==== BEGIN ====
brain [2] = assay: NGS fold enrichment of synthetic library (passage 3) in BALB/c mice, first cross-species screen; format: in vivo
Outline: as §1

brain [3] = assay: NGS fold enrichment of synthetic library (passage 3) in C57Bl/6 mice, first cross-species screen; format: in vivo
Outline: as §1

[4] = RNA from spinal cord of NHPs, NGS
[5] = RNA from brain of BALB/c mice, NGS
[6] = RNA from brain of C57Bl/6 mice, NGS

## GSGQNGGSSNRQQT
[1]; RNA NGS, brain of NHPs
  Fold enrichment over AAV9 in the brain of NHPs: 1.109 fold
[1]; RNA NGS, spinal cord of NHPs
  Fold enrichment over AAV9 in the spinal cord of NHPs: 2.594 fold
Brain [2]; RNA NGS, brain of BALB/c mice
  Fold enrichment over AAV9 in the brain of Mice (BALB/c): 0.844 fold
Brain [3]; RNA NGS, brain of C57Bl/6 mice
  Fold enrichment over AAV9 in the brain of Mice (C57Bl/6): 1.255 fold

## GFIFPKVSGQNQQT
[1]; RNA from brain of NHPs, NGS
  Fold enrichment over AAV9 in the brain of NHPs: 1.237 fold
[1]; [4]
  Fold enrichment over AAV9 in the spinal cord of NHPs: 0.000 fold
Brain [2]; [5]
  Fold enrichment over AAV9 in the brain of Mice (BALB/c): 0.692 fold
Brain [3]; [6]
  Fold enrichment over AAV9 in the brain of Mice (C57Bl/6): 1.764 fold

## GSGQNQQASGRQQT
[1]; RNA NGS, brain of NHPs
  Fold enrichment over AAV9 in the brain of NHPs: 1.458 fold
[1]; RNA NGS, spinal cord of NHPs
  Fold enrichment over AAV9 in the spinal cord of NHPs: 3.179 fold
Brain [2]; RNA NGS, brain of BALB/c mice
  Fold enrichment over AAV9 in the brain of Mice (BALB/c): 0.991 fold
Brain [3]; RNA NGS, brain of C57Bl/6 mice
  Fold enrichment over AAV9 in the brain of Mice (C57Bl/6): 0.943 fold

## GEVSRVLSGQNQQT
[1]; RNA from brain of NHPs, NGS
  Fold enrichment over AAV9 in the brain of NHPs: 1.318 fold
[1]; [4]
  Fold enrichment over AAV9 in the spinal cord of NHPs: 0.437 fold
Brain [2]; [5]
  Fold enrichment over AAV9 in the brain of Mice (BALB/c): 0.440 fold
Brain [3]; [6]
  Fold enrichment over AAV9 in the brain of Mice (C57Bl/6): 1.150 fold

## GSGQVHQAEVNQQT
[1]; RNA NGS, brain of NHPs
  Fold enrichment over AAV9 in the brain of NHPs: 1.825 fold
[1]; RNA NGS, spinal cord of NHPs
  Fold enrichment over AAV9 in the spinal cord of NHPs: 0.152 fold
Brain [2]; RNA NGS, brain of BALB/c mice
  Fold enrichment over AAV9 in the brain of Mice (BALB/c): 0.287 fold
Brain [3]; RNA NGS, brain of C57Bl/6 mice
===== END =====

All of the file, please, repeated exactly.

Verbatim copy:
brain [2] = assay: NGS fold enrichment of synthetic library (passage 3) in BALB/c mice, first cross-species screen; format: in vivo
Outline: as §1

brain [3] = assay: NGS fold enrichment of synthetic library (passage 3) in C57Bl/6 mice, first cross-species screen; format: in vivo
Outline: as §1

[4] = RNA from spinal cord of NHPs, NGS
[5] = RNA from brain of BALB/c mice, NGS
[6] = RNA from brain of C57Bl/6 mice, NGS

## GSGQNGGSSNRQQT
[1]; RNA NGS, brain of NHPs
  Fold enrichment over AAV9 in the brain of NHPs: 1.109 fold
[1]; RNA NGS, spinal cord of NHPs
  Fold enrichment over AAV9 in the spinal cord of NHPs: 2.594 fold
Brain [2]; RNA NGS, brain of BALB/c mice
  Fold enrichment over AAV9 in the brain of Mice (BALB/c): 0.844 fold
Brain [3]; RNA NGS, brain of C57Bl/6 mice
  Fold enrichment over AAV9 in the brain of Mice (C57Bl/6): 1.255 fold

## GFIFPKVSGQNQQT
[1]; RNA from brain of NHPs, NGS
  Fold enrichment over AAV9 in the brain of NHPs: 1.237 fold
[1]; [4]
  Fold enrichment over AAV9 in the spinal cord of NHPs: 0.000 fold
Brain [2]; [5]
  Fold enrichment over AAV9 in the brain of Mice (BALB/c): 0.692 fold
Brain [3]; [6]
  Fold enrichment over AAV9 in the brain of Mice (C57Bl/6): 1.764 fold

## GSGQNQQASGRQQT
[1]; RNA NGS, brain of NHPs
  Fold enrichment over AAV9 in the brain of NHPs: 1.458 fold
[1]; RNA NGS, spinal cord of NHPs
  Fold enrichment over AAV9 in the spinal cord of NHPs: 3.179 fold
Brain [2]; RNA NGS, brain of BALB/c mice
  Fold enrichment over AAV9 in the brain of Mice (BALB/c): 0.991 fold
Brain [3]; RNA NGS, brain of C57Bl/6 mice
  Fold enrichment over AAV9 in the brain of Mice (C57Bl/6): 0.943 fold

## GEVSRVLSGQNQQT
[1]; RNA from brain of NHPs, NGS
  Fold enrichment over AAV9 in the brain of NHPs: 1.318 fold
[1]; [4]
  Fold enrichment over AAV9 in the spinal cord of NHPs: 0.437 fold
Brain [2]; [5]
  Fold enrichment over AAV9 in the brain of Mice (BALB/c): 0.440 fold
Brain [3]; [6]
  Fold enrichment over AAV9 in the brain of Mice (C57Bl/6): 1.150 fold

## GSGQVHQAEVNQQT
[1]; RNA NGS, brain of NHPs
  Fold enrichment over AAV9 in the brain of NHPs: 1.825 fold
[1]; RNA NGS, spinal cord of NHPs
  Fold enrichment over AAV9 in the spinal cord of NHPs: 0.152 fold
Brain [2]; RNA NGS, brain of BALB/c mice
  Fold enrichment over AAV9 in the brain of Mice (BALB/c): 0.287 fold
Brain [3]; RNA NGS, brain of C57Bl/6 mice